Reinventing the wheel

Right now I'm in a very familiar scene: I'm spending the weekend with my family out in the suburbs, hiding-out in my room while my mum, dad, and brother are in the lounge, shouting obscenities at the television as they watch the rugby. I'm not a very big sports fan compared to my family, so these nights all play out pretty similarly: the game starts while we're near the end of our dinner, and when we've all finished eating we clear the table and I'm left to wash the dishes while they sit down to watch the game. Often dinner was KFC, which makes my cleaning duties just that much easier, but it's not a constant of these nights of rugby.

I thought I'd be using this time to catch-up on season 3 of Game of Thrones, but this blog post has been simmering in the back of my mind for the last few months, so I thought I'd get it out of my head now.

Get out of my head Charles

Programmers are exposed to a lot of advice. Some of it is good, some of it isn't always applicable to their situation, and some of it can be marketing speak or complete crap - it's up to each of us, based on our own knowledge and experience, to weed the signal from the noise. Some advice holds true no matter what, and is often good advice no matter what industry you're in. "Divide and conquer" is one such piece of advice, used to tell people to break tough problems into smaller, more solvable and manageable pieces. One I've been struggling with recently is:

"Don't reinvent the wheel."

The idea behind this one is to leverage the work and experience of others who have faced similar problems to whatever ones you're facing now. In the world of programming this could mean to find if someone has made some code available for you to take advantage of so you don't have to go writing it all over again. I follow this approach quite a lot myself - especially as I find less and less time in the day to do what I really want - but I do make one exception, and that's for the code that runs this website.

At the bottom of every page on this website is a footer that says something along the lines of "Final MooCow version 8.x". Previous iterations of this site had words like "Powered by the Final MooCow". So as well as being some random name for this website, 'MooCow' is the name I've given to all the code that actually runs this website. In the beginning I used only a handful of libraries and hand-wrote(/typed) everything else. As time wore on, I surrendered more and more of my code to libraries written by others for the smaller tasks that I either found too hard to do myself, or felt I couldn't learn anything new from. The core of it however, the 'engine' I so proudly call MooCow, has been my own creation from the beginning.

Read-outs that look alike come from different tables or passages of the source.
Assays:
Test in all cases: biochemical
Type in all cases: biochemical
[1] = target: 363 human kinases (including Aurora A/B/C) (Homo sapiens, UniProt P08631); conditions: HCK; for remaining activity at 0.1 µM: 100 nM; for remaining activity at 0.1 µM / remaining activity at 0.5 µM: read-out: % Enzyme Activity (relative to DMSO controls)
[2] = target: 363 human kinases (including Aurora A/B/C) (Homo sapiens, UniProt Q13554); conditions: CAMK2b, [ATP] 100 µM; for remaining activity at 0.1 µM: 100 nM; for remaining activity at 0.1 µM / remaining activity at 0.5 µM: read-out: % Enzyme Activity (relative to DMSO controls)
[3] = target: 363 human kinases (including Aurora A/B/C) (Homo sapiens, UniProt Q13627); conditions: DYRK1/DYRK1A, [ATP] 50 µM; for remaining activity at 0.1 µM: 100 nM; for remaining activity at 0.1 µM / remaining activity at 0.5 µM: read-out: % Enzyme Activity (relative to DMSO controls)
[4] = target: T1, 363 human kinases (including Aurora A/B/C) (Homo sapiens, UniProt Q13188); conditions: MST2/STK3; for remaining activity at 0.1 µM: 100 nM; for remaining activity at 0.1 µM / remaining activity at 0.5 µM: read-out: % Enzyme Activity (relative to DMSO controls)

But not for much longer.

There's this very mature web development framework in the Java world called Spring Web MVC - anybody who has spent any time in Java web development has heard of it, all my older co-workers have all used it in some project during their lifetime, and it's so popular that it's basically the de-facto standard for Java web development. I myself have never made use of it, but Thymeleaf has some extreme integration with it, and so many of the questions that come through the Thymeleaf forums are all Spring related that at the beginning of the year I forced myself to take a long hard look at Spring to find out what the hell it's all about.

I was expecting some kind of learning curve and maybe a stumbling block or 2 that would prevent me from unravelling this super-popular framework, but as I started reading the documentation, everything it talked about was instantly familiar to me. Why? Because everything I had done with MooCow, had been done in Spring.


The Java version of MooCow was started in 2005, so for almost 8 years I had basically been writing my own version of Spring: we use the same concepts, the same patterns, and even some of the file names we use are the same! I eventually read enough about Spring that I just threw up my hands and thought, "That's it! I'm switching to Spring."

I used the excuse that MooCow is a learning experience to keep such a tight and ego-powered grip my own code and to not making use of any other framework to replace its core. But if Spring is just doing what I did all along, then I think it's time to retire the MooCow code and let the hundreds of other developers that contribute to the Spring framework do my job for me instead. That way I can at least get some of my time back.

And this, ladies and gentlemen, is why we tell people to not reinvent the wheel.